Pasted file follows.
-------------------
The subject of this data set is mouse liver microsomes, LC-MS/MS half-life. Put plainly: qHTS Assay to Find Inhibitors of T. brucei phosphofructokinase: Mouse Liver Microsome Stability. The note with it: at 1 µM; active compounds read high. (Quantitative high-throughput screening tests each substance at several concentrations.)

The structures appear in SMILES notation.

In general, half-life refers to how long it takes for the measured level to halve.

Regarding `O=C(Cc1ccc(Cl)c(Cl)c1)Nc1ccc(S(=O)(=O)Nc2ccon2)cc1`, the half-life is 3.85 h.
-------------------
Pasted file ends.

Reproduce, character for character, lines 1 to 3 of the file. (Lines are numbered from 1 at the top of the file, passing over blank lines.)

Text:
The subject of this data set is mouse liver microsomes, LC-MS/MS half-life. Put plainly: qHTS Assay to Find Inhibitors of T. brucei phosphofructokinase: Mouse Liver Microsome Stability. The note with it: at 1 µM; active compounds read high. (Quantitative high-throughput screening tests each substance at several concentrations.)

The structures appear in SMILES notation.

In general, half-life refers to how long it takes for the measured level to halve.